A new nationwide system for purchasing expensive medical devices and implants could save the health service more than £60m in its first two years, NHS England has claimed.
In a statement the public body said it intends to plough the savings back into specialist care and treatments, benefiting millions of patients as a result.
The deal, involving NHS England and the NHS Business Services Authority, will be operated by NHS Supply Chain. It will cover devices such as implantable cardioverter defibrillators (ICDs) for people with abnormal heart rhythms, bone-anchored hearing aids and bespoke prosthetics, among others.
NHS England currently spends around £500m annually reimbursing specialist units for these devices, and the prices hospital trusts pay for the same product can vary wildly throughout the country. By taking advantage of economies of scale, it’s hoped the new system will help even out these inconsistencies.
Dr Jonathan Fielden, director of specialised commissioning at NHS England, said he hoped the reforms will ensure every pound of public money is spent wisely.
“By bearing down on price and quality variation and making the most of our national purchasing power, NHS England will now be able to deliver these same high-cost devices for less, freeing up funding to help meet the increasing demands on specialised services from new and effective treatments,” he said.
It is expected that trusts will migrate over to the new system by the end of 2016.
Meanwhile, new procurement regulations that come into force next Monday are likely to lead to greater private sector participation in the delivery of health services, according to a law firm.
Bevan Brittan said the new regulations, based on EU directives, mean any contract for health services worth more than £589,148 must be put out to public tender via a public advertisement.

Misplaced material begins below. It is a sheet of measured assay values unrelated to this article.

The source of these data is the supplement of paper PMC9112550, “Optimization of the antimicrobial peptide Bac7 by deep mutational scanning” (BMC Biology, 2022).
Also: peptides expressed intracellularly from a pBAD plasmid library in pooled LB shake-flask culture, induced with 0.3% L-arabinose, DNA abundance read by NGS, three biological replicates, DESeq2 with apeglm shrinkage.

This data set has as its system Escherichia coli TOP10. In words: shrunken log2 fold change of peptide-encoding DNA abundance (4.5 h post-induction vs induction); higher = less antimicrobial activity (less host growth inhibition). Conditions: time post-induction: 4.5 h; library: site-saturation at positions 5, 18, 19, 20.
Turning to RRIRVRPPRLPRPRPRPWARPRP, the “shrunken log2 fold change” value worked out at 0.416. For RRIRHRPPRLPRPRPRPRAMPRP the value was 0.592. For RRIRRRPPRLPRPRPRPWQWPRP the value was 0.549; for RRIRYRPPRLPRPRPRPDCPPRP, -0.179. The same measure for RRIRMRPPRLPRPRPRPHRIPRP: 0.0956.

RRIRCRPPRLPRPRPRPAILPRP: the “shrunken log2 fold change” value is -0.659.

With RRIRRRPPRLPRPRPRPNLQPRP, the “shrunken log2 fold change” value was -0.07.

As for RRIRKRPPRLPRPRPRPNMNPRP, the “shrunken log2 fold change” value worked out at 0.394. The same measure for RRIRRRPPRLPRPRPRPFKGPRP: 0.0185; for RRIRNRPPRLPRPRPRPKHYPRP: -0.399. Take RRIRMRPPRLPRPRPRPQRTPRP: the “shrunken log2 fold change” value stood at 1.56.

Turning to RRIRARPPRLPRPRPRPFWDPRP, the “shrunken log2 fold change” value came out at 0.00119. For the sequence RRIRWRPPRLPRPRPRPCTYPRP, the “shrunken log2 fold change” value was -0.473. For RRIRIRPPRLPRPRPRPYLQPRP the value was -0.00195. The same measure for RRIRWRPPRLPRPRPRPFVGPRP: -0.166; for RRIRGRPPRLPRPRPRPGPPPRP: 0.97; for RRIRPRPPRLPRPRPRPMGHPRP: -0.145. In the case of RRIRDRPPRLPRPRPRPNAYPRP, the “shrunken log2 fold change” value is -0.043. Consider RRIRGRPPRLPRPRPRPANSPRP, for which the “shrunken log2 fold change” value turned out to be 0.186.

There are only narrow exceptions, such where there is only one possible provider who possesses the facilities necessary to supply a service.
The firm said until now there has been no stated requirement that health service contracts had to be publicly tendered, though previous regulations requested transparency and equal treatment. “But the absence of an express and clear threshold led to a real difference in practice as to which contracts were tendered and which were not,” said Bevan Brittan.
The new regulations will bring health procurement into line with other public contracts.
Emily Heard, procurement partner at Bevan Brittan, said it was likely that more contracts will now be put out to tender than before, giving an opportunity for private firms to win more business with the NHS and public health services.
She gave the example of UnitingCare to illustrate the potential problems that could arise from tendering.
UnitingCare, a consortium of Cambridgeshire and Peterborough NHS Foundation Trust and Cambridge University Hospitals NHS Foundation Trust, was established to provide older people’s healthcare in Cambridgeshire. It collapsed after a lengthy and expensive procurement process.
“The upside is that competition can equate to improvement, and be a means of securing better value for money for public services,” said Heard.